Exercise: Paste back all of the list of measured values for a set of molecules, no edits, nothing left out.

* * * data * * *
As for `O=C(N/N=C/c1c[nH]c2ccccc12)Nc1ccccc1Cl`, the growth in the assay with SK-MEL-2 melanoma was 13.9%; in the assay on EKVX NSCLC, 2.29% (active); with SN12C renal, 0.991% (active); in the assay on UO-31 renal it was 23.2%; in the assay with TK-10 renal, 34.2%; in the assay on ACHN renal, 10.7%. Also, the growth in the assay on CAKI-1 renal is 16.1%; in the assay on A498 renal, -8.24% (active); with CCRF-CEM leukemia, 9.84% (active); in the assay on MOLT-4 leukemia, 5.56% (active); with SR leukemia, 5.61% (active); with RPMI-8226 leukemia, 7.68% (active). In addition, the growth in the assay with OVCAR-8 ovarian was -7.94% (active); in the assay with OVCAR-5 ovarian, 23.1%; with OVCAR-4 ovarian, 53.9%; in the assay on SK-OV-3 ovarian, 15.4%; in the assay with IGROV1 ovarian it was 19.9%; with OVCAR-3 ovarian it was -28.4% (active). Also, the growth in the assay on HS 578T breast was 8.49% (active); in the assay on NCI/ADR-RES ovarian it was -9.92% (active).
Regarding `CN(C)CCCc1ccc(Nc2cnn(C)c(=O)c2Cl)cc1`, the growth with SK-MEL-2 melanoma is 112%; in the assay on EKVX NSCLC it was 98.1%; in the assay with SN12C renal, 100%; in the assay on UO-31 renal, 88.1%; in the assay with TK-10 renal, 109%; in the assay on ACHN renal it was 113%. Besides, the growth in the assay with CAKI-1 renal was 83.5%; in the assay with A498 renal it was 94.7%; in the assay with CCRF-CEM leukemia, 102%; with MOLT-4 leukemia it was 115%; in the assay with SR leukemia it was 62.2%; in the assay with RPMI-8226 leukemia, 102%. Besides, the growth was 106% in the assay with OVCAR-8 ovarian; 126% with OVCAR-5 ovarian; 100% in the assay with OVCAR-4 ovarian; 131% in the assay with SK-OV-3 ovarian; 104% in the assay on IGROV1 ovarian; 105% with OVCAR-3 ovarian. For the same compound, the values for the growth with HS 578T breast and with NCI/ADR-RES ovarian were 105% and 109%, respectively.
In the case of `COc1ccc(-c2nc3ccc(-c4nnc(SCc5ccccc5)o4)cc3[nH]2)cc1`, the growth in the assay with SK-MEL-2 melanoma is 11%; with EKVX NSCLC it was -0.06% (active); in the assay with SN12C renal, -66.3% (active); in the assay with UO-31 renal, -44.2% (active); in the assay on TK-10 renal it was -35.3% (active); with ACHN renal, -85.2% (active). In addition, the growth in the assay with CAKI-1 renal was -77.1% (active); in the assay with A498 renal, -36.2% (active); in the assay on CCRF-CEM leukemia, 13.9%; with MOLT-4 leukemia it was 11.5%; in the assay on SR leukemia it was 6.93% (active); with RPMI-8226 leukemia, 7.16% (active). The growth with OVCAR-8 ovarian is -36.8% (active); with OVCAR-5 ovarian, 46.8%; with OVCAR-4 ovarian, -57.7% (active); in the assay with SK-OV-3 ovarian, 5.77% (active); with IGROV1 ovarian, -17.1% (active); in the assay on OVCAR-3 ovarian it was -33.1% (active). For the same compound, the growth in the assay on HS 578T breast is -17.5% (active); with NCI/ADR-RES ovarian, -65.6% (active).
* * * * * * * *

As for `O=C(N/N=C/c1c[nH]c2ccccc12)Nc1ccccc1Cl`, the growth in the assay with SK-MEL-2 melanoma was 13.9%; in the assay on EKVX NSCLC, 2.29% (active); with SN12C renal, 0.991% (active); in the assay on UO-31 renal it was 23.2%; in the assay with TK-10 renal, 34.2%; in the assay on ACHN renal, 10.7%. Also, the growth in the assay on CAKI-1 renal is 16.1%; in the assay on A498 renal, -8.24% (active); with CCRF-CEM leukemia, 9.84% (active); in the assay on MOLT-4 leukemia, 5.56% (active); with SR leukemia, 5.61% (active); with RPMI-8226 leukemia, 7.68% (active). In addition, the growth in the assay with OVCAR-8 ovarian was -7.94% (active); in the assay with OVCAR-5 ovarian, 23.1%; with OVCAR-4 ovarian, 53.9%; in the assay on SK-OV-3 ovarian, 15.4%; in the assay with IGROV1 ovarian it was 19.9%; with OVCAR-3 ovarian it was -28.4% (active). Also, the growth in the assay on HS 578T breast was 8.49% (active); in the assay on NCI/ADR-RES ovarian it was -9.92% (active).
Regarding `CN(C)CCCc1ccc(Nc2cnn(C)c(=O)c2Cl)cc1`, the growth with SK-MEL-2 melanoma is 112%; in the assay on EKVX NSCLC it was 98.1%; in the assay with SN12C renal, 100%; in the assay on UO-31 renal, 88.1%; in the assay with TK-10 renal, 109%; in the assay on ACHN renal it was 113%. Besides, the growth in the assay with CAKI-1 renal was 83.5%; in the assay with A498 renal it was 94.7%; in the assay with CCRF-CEM leukemia, 102%; with MOLT-4 leukemia it was 115%; in the assay with SR leukemia it was 62.2%; in the assay with RPMI-8226 leukemia, 102%. Besides, the growth was 106% in the assay with OVCAR-8 ovarian; 126% with OVCAR-5 ovarian; 100% in the assay with OVCAR-4 ovarian; 131% in the assay with SK-OV-3 ovarian; 104% in the assay on IGROV1 ovarian; 105% with OVCAR-3 ovarian. For the same compound, the values for the growth with HS 578T breast and with NCI/ADR-RES ovarian were 105% and 109%, respectively.
In the case of `COc1ccc(-c2nc3ccc(-c4nnc(SCc5ccccc5)o4)cc3[nH]2)cc1`, the growth in the assay with SK-MEL-2 melanoma is 11%; with EKVX NSCLC it was -0.06% (active); in the assay with SN12C renal, -66.3% (active); in the assay with UO-31 renal, -44.2% (active); in the assay on TK-10 renal it was -35.3% (active); with ACHN renal, -85.2% (active). In addition, the growth in the assay with CAKI-1 renal was -77.1% (active); in the assay with A498 renal, -36.2% (active); in the assay on CCRF-CEM leukemia, 13.9%; with MOLT-4 leukemia it was 11.5%; in the assay on SR leukemia it was 6.93% (active); with RPMI-8226 leukemia, 7.16% (active). The growth with OVCAR-8 ovarian is -36.8% (active); with OVCAR-5 ovarian, 46.8%; with OVCAR-4 ovarian, -57.7% (active); in the assay with SK-OV-3 ovarian, 5.77% (active); with IGROV1 ovarian, -17.1% (active); in the assay on OVCAR-3 ovarian it was -33.1% (active). For the same compound, the growth in the assay on HS 578T breast is -17.5% (active); with NCI/ADR-RES ovarian, -65.6% (active).